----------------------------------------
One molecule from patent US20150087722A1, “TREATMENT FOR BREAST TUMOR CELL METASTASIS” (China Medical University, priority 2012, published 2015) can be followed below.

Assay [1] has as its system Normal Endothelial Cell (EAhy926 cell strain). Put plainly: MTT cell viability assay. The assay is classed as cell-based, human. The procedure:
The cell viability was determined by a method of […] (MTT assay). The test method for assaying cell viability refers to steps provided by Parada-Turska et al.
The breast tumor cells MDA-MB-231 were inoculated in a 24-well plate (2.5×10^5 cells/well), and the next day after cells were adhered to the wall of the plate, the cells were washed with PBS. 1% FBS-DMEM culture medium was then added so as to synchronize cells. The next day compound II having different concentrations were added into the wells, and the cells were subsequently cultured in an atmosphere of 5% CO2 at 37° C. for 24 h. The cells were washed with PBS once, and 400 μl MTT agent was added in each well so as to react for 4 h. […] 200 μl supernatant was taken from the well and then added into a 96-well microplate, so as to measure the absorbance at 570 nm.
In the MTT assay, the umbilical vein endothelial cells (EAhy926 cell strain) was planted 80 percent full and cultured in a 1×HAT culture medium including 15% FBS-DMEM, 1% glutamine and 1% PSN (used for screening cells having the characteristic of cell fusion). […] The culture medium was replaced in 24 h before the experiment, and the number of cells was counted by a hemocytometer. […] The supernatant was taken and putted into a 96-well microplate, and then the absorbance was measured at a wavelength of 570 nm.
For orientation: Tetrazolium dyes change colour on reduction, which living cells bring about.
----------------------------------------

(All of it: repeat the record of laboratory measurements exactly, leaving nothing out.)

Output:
One molecule from patent US20150087722A1, “TREATMENT FOR BREAST TUMOR CELL METASTASIS” (China Medical University, priority 2012, published 2015) can be followed below.

Assay [1] has as its system Normal Endothelial Cell (EAhy926 cell strain). Put plainly: MTT cell viability assay. The assay is classed as cell-based, human. The procedure:
The cell viability was determined by a method of […] (MTT assay). The test method for assaying cell viability refers to steps provided by Parada-Turska et al.
The breast tumor cells MDA-MB-231 were inoculated in a 24-well plate (2.5×10^5 cells/well), and the next day after cells were adhered to the wall of the plate, the cells were washed with PBS. 1% FBS-DMEM culture medium was then added so as to synchronize cells. The next day compound II having different concentrations were added into the wells, and the cells were subsequently cultured in an atmosphere of 5% CO2 at 37° C. for 24 h. The cells were washed with PBS once, and 400 μl MTT agent was added in each well so as to react for 4 h. […] 200 μl supernatant was taken from the well and then added into a 96-well microplate, so as to measure the absorbance at 570 nm.
In the MTT assay, the umbilical vein endothelial cells (EAhy926 cell strain) was planted 80 percent full and cultured in a 1×HAT culture medium including 15% FBS-DMEM, 1% glutamine and 1% PSN (used for screening cells having the characteristic of cell fusion). […] The culture medium was replaced in 24 h before the experiment, and the number of cells was counted by a hemocytometer. […] The supernatant was taken and putted into a 96-well microplate, and then the absorbance was measured at a wavelength of 570 nm.
For orientation: Tetrazolium dyes change colour on reduction, which living cells bring about.